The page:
3Creative thinking 

The role of client relations manager overlaps with some sales team roles. This means that, when new sales opportunities arise, the ability to think outside the box is a huge plus for a client relations manager. For example, if your organization is pitching a new client, you should find unique, memorable ways to show that your team can cover their needs.  

4Resilience

When working directly with clients in the sales department or any customer-facing role, it’s important to have a thick skin. The sales team faces a lot of rejection, and the word “no” is as common as the word “hello.” It’s an invaluable skill to let rejection roll off you like water off a duck’s back.

5Industry awareness 

To maintain an air of self-awareness, you should familiarize yourself with your organization’s industry. This means keeping up with market trends so that you know how your organization compares to its competitors. It’s how you find your strengths and weaknesses, which you can use to present yourself to clients in the best possible way. 

How to improve client communication

Now, you know the skills needed for the job and the importance of client communication. But how exactly can you improve your client communication? Read on to find out.  

1Train your team members 

When you train your team members on client communication, you teach them how to represent your organization. And whether or not you manage a client-facing team, there’s always the potential for client interaction. So train all your team members on the five elements of good client communication – you never know when they’ll come in handy. 

2Expect and accept feedback

When working with clients, you should be ready for positive or negative feedback and know how to respond to it. If you can really listen to what the client is saying and move with instead of against them, you can build more trust and connection.

Pro Tip: Fellow enables your team to share real-time feedback on meetings, projects, and performance.

3Make up for any miscommunication 

When miscommunication happens, you should address it immediately and take accountability for your part in the misunderstanding. This shows clients a willingness to work through moments of confusion. For example, if your scope of work says one date but you keep referencing another, you should correct the slip-up ASAP. Nobody’s perfect, but good communicators can own up to their mistakes and figure out a way forward.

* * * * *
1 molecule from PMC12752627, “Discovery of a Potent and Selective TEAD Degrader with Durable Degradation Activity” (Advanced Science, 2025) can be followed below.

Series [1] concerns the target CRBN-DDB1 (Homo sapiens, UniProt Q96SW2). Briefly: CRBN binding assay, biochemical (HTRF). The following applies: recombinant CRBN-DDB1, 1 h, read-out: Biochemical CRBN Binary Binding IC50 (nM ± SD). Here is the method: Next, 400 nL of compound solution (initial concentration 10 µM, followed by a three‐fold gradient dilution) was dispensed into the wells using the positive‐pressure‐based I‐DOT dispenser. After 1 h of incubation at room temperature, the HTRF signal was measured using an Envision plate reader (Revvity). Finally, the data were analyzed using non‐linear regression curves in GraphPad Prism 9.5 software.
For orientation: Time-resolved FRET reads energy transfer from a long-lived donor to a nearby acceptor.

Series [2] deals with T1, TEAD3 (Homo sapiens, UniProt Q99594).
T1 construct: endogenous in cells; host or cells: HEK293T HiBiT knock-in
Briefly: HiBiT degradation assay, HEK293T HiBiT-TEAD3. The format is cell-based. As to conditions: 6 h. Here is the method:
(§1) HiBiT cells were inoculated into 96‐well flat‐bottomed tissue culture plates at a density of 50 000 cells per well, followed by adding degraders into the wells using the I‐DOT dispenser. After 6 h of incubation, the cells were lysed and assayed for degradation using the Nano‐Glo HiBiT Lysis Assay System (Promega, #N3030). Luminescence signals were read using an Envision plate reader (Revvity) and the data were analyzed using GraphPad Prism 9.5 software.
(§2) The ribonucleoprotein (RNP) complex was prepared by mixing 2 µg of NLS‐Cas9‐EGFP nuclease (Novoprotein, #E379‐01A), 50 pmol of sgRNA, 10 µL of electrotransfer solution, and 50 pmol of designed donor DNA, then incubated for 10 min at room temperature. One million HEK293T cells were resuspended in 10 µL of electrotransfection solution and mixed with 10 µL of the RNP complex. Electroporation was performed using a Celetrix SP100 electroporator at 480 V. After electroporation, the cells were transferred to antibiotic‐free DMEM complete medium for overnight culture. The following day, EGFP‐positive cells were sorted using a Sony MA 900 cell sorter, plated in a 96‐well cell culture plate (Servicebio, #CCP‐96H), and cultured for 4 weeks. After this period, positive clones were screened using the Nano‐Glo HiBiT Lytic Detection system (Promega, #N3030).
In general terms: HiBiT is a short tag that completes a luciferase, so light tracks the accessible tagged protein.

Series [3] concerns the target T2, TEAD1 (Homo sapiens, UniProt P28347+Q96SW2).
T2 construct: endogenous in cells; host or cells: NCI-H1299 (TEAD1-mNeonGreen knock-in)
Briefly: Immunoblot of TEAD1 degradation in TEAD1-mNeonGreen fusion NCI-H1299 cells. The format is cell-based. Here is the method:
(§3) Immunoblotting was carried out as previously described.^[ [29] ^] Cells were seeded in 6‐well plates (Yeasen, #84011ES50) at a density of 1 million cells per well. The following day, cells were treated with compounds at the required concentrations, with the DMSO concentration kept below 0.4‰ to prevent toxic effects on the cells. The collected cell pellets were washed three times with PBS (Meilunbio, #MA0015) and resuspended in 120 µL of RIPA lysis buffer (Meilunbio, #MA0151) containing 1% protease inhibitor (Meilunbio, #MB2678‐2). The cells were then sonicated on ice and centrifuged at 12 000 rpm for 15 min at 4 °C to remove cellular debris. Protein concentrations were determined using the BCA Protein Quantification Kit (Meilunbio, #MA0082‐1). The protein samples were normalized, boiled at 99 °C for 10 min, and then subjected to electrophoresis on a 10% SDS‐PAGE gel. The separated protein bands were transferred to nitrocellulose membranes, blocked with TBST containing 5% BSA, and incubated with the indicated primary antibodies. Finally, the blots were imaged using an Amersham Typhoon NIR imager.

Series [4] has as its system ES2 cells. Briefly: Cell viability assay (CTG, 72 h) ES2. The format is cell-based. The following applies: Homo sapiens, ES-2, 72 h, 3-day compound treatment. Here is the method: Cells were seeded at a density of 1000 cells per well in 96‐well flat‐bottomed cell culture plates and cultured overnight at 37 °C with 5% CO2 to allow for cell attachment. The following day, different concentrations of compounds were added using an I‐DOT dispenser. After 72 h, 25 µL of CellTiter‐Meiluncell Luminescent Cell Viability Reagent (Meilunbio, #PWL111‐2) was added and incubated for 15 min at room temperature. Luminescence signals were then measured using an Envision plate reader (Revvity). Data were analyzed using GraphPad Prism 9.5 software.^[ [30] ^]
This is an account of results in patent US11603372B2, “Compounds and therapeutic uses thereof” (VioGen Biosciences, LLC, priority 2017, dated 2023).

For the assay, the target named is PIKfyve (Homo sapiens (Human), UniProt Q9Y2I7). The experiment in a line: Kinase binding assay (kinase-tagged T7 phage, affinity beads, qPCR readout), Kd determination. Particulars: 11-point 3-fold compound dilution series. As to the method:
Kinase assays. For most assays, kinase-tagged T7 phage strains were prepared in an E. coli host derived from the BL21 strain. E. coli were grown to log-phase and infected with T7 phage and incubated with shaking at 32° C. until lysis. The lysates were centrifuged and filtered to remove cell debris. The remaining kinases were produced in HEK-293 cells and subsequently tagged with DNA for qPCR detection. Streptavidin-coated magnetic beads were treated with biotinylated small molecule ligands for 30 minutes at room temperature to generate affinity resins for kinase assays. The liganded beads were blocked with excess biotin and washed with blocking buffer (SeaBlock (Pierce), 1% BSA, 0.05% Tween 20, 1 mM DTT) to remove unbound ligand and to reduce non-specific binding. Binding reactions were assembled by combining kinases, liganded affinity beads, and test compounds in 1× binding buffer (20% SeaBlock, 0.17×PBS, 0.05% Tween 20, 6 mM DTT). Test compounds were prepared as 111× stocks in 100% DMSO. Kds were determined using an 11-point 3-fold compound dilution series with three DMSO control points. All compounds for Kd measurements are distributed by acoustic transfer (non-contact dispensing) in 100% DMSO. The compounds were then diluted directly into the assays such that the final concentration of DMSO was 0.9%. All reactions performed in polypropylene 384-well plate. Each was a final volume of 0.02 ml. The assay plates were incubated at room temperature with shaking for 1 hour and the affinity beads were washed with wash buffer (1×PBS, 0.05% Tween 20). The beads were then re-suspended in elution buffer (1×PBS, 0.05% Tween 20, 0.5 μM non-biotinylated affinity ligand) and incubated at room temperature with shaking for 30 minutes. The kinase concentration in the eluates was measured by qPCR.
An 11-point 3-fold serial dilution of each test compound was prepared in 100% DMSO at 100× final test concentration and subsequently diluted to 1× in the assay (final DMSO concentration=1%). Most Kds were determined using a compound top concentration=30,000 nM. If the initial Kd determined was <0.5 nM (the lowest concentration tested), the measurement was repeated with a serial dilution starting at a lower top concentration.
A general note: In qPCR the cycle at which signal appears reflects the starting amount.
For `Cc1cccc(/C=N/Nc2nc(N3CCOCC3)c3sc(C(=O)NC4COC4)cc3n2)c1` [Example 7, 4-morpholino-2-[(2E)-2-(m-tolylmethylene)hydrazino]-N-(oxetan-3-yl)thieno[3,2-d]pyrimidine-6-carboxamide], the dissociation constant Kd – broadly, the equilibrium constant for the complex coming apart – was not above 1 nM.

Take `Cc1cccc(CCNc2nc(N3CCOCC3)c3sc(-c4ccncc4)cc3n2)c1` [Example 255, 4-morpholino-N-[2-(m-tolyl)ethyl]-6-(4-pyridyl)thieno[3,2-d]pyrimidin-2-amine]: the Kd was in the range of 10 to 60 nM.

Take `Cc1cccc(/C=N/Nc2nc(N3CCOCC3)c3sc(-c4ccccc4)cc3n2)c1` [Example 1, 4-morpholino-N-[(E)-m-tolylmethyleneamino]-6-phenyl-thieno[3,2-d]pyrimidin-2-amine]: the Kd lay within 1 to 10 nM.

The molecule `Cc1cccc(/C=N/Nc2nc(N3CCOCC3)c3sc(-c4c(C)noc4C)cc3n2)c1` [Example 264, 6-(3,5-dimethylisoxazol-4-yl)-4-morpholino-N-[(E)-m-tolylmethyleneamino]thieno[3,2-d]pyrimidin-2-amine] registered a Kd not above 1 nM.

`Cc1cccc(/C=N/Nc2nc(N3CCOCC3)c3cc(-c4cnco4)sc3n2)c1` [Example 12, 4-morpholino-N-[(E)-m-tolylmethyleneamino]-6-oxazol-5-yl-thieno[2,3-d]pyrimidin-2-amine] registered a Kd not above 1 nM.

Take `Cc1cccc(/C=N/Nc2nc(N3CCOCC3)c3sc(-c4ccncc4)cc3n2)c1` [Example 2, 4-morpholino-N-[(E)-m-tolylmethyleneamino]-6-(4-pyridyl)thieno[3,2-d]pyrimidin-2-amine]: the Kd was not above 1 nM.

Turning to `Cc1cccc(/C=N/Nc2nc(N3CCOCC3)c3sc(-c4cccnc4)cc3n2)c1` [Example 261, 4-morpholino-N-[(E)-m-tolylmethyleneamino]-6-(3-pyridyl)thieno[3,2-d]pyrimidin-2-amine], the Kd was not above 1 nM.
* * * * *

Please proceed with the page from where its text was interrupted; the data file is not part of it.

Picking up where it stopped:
4Stay positive 

A positive attitude goes a long way in client relationship management. If you always greet a client with a smile and a warm welcome, they’re more likely to think of your organization as a friendly face. To build upon this human connection, try remembering all the little details the client shares. If a client mentions their kids starting at a new school, ask them how it’s going the next time you see them. 

5Be an expert 

You should be the expert on your organization. This way, when new, old, or prospective clients have questions, you always have the answers. You should always be on the lookout for learning opportunities so you can always know how to give your clients exactly what they need. 

6Exceed expectations 

When you go above and beyond for your clients, they’re more likely to come back for more. This is the client relations manager’s job – to truly wow the client. That means embracing cross-functional collaboration and doing whatever it takes to make a lasting impression.

Stay ahead of the curve 

A good client relations manager understands the importance of client communication – and makes sure their team members do too. When you master the art of client relations management, you can build relationships that last a long time. And with Fellow, you can keep your client meetings in order with tools that set you up for success. With collaborative meeting agendas, meeting action item tools, and shared digital notepads, Fellow has your back with your clients, your team, and everyone else.